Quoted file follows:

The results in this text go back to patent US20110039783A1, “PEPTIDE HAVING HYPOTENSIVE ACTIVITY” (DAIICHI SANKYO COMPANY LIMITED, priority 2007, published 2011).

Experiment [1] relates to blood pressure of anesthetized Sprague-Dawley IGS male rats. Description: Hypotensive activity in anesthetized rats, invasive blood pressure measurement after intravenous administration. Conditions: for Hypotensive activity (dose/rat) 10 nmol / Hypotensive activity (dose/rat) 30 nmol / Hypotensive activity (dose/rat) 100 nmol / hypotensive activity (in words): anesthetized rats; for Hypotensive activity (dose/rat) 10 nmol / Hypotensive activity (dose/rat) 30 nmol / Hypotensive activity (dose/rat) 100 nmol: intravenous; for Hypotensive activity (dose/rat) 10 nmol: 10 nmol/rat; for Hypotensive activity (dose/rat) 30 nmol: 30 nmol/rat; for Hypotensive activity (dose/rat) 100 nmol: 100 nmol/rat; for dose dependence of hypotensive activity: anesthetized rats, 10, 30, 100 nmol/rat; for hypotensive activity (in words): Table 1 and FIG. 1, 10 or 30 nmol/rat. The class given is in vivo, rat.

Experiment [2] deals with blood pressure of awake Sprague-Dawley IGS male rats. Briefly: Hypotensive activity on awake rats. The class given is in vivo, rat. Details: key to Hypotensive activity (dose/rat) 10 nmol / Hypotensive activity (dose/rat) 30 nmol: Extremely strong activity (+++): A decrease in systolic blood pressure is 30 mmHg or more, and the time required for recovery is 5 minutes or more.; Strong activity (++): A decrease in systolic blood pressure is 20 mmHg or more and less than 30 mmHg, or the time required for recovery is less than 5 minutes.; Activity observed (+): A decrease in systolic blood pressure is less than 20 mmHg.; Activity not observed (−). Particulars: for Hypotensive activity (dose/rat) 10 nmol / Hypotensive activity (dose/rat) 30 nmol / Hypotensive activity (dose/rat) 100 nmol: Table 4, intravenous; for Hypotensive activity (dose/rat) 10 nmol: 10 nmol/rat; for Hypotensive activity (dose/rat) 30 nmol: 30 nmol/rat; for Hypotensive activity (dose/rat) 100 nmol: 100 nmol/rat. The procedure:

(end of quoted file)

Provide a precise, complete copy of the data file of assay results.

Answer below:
The results in this text go back to patent US20110039783A1, “PEPTIDE HAVING HYPOTENSIVE ACTIVITY” (DAIICHI SANKYO COMPANY LIMITED, priority 2007, published 2011).

Experiment [1] relates to blood pressure of anesthetized Sprague-Dawley IGS male rats. Description: Hypotensive activity in anesthetized rats, invasive blood pressure measurement after intravenous administration. Conditions: for Hypotensive activity (dose/rat) 10 nmol / Hypotensive activity (dose/rat) 30 nmol / Hypotensive activity (dose/rat) 100 nmol / hypotensive activity (in words): anesthetized rats; for Hypotensive activity (dose/rat) 10 nmol / Hypotensive activity (dose/rat) 30 nmol / Hypotensive activity (dose/rat) 100 nmol: intravenous; for Hypotensive activity (dose/rat) 10 nmol: 10 nmol/rat; for Hypotensive activity (dose/rat) 30 nmol: 30 nmol/rat; for Hypotensive activity (dose/rat) 100 nmol: 100 nmol/rat; for dose dependence of hypotensive activity: anesthetized rats, 10, 30, 100 nmol/rat; for hypotensive activity (in words): Table 1 and FIG. 1, 10 or 30 nmol/rat. The class given is in vivo, rat.

Experiment [2] deals with blood pressure of awake Sprague-Dawley IGS male rats. Briefly: Hypotensive activity on awake rats. The class given is in vivo, rat. Details: key to Hypotensive activity (dose/rat) 10 nmol / Hypotensive activity (dose/rat) 30 nmol: Extremely strong activity (+++): A decrease in systolic blood pressure is 30 mmHg or more, and the time required for recovery is 5 minutes or more.; Strong activity (++): A decrease in systolic blood pressure is 20 mmHg or more and less than 30 mmHg, or the time required for recovery is less than 5 minutes.; Activity observed (+): A decrease in systolic blood pressure is less than 20 mmHg.; Activity not observed (−). Particulars: for Hypotensive activity (dose/rat) 10 nmol / Hypotensive activity (dose/rat) 30 nmol / Hypotensive activity (dose/rat) 100 nmol: Table 4, intravenous; for Hypotensive activity (dose/rat) 10 nmol: 10 nmol/rat; for Hypotensive activity (dose/rat) 30 nmol: 30 nmol/rat; for Hypotensive activity (dose/rat) 100 nmol: 100 nmol/rat. The procedure: